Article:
Excessive time away from loved ones and loneliness rank among the leading reasons truck drivers leave an otherwise good-paying career. While these feelings can persist year-round in varying degrees, hauling freight or hunkering down at a truck stop during the holidays often proves difficult. That’s why it may be worthwhile to consider the following proactive measures to navigate holiday emotions and ongoing loneliness.
1: Reflect on Whether You Have Telltale Signs of Loneliness
Truckers tend to possess a rugged spirit and natural ability to handle adversity. While admirable in many ways, this mindset can prevent men and women from gaining a sound understanding of their emotions. Consider taking some time and ask yourself whether you present with any of the following symptoms.
- Loss of Appetite and Unexpected Weigh Change
- Loss of Desire for Intimacy
- Lack of Energy or Motivation
- Inability to Get A Good Night’s Sleep
People who are stuffing down their sense of loneliness may feel irritable, lose interest in things they usually find pleasurable, and encounter friction with friends and family members. It’s essential to be honest with yourself about what’s going on below the surface.
2: Reach Out to a Trusted Friend or Loved One
Being honest with yourself represents the first step on the path to managing these emotions. By its very nature, loneliness is the very absence of consistent companionship. That’s why reaching out to someone in your orbit can make a significant difference. Consider prefacing the conversation with a text or email that indicates you need to have a heartfelt talk about personal inner struggles. An open and candid talk can deliver a sense of initial relief.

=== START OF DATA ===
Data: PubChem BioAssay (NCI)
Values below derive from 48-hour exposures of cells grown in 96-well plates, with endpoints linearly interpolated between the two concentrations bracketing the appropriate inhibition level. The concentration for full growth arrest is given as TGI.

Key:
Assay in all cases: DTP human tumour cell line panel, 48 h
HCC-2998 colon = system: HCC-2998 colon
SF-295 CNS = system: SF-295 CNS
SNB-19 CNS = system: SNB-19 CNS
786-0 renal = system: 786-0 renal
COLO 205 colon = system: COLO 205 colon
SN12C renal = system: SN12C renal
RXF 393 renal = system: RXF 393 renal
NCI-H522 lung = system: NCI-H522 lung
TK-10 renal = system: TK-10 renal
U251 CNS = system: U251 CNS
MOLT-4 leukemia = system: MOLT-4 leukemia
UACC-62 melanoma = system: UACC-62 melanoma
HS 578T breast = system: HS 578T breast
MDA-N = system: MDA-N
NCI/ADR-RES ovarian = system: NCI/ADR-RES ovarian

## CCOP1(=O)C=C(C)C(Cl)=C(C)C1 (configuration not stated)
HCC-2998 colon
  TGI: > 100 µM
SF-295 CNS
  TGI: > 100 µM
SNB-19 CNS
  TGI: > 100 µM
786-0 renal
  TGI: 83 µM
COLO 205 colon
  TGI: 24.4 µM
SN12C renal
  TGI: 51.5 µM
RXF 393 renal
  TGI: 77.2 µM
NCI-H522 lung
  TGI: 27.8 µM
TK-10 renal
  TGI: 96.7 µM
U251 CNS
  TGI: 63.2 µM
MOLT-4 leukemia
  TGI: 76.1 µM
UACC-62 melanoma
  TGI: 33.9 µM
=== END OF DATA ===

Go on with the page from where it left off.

3: Establish Regular Communication with Others
Truckers who miss spouses, children, family, and others, have an opportunity to connect from the road. Depending on the personal relationship, it might be appropriate to schedule a conversation once or twice weekly. By using apps such as FaceTime, Google Meets, and others, you can both enjoy an almost in-person experience complete with nuanced facial expressions. Phone calls and text messages are good communication tools. But looking at someone’s face while you laugh and joke usually proves meaningful.
4: Connect with People While on the Road
Not everyone has people living in a hometown to connect with during off-duty days. But that is not necessarily an issue for truckers who travel familiar or regular routes. By scheduling some downtown in select communities, trucker drivers can build relationships. Consider participating in pick-up sports and leisure activities such as open bowling nights.
Another way to meet people that few consider involves volunteering. Non-profits are usually open arms to people giving their time and participants generally find interacting with others for a good cause rewarding.
If you or someone you know is experiencing heightened signs of loneliness or depression, it’s vital to speak with a medical professional.